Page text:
3. I'm curious: Why $1000? I actually live within walking distance of Llanfair P.G. (we only use the full name to promote tourism). Sorry the photos were dark. They were taken with a phone and I only include them to illustrate the point of quoting Daniel Burnham. Also, that wasn't just my first attempt at a bag. It was my first attempt at anything in leather. The features that make the bag special (What I couldn't get in a shop) are two separate, NFC shielded laptop compartments and an integrated rigid carbon composite back board that the D rings are actually attached to, which takes all the stress under load. That rigidity also allows it to serve as a lap desk. I find that my actual lap is too low for comfortable use of a laptop. A table is usually about 5" above my lap. This bag raises the computer 5", provides solid surface to work on, allows better ventilation to the computer and doesn't slowly cook my thighs. You should be able to see where the carbon sheet extends to within a few millimetres of the stitching (its a 2mm thick A3 panel).
  4. My name is Andrew W-R and I'm new to working with leather. That said, I've often quoted architect, Daniel Burnham: "Make no little plans". With those wise words in mind, I came to leatherworking because I wanted a bag that just wasn't available. So I made it myself. I made mistakes along the way but I got there in the end. (These pictures are of a work in progress: I hadn't considered my edge finishing options.) I joined your on-line community because I wanted to share a pencil case design I was quite pleased with. The feedback on it has been positive and I'm looking forward to seeing what other leatherworkers make of the design. My new project involves finding a way to directly bond carbon fibre to leather. I'm planning to make a traditional looking leather suitcase with a composite shell inside. I'll let you know how it works out. Andrew W-R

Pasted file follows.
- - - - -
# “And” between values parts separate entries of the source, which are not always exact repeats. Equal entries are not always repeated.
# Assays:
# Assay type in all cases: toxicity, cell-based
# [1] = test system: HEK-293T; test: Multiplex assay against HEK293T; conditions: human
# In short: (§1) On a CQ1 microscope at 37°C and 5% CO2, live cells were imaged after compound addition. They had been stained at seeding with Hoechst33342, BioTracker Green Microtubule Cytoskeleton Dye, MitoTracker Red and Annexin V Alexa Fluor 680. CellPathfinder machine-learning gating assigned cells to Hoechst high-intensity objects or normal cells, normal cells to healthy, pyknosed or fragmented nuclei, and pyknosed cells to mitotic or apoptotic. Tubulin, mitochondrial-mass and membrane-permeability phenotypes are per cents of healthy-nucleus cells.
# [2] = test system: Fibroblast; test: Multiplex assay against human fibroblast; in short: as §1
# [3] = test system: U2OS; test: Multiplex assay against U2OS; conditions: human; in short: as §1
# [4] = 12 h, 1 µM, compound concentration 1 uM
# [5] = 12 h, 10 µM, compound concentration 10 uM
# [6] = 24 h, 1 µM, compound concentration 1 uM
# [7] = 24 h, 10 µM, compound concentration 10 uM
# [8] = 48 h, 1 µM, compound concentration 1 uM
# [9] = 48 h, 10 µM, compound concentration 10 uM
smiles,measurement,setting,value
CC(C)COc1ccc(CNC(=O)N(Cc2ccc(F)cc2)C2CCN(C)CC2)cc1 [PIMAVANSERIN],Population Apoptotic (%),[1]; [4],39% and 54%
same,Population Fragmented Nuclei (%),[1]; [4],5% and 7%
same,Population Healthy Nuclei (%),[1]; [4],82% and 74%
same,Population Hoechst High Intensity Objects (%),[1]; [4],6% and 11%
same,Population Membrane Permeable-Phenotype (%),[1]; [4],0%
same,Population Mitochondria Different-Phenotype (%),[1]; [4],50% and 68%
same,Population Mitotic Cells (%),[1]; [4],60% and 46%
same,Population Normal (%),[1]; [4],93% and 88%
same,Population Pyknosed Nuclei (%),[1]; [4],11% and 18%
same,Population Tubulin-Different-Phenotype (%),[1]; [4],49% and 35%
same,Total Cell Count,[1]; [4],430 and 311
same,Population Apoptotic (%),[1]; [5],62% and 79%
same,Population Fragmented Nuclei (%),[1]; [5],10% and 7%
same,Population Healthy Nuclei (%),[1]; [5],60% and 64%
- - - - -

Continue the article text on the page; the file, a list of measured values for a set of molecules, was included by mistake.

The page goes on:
5. OK. To avoid further confusion... The grey area is the template. The rest is just the construction lines for the shape. I left them in for the benefit of anyone who wanted to scale up the template beyond home printer size. If anyone's still confused, I'll write step by step instructions.
  6. This is based on the Twist pencil case by Japanese company Foca. It's an entirely flat, single piece of leather that nevertheless forms a solid enclosed space. the leather this one is made of is 2.8mm thick (from a split butt) and lined with pig skin but you could go a little thicker and stamp or carve it to your heart's content. Opened, it tends to stay curled and acts as a pen tray on whatever coffee shop table I'm hot-desking at. Closed, it has such a tactile form that people don't want to put it down. The two versions of the template are for small and large cases. Small (pictured) is 210mm x 120mm & uses a 12" YKK bag zipper (or equivalent). The stitches are 4mm pitch and 4mm from the edge. Large is 280mm x 160mm and uses & uses a 16" zipper. It's a simple thing to make and gets a great reaction from people.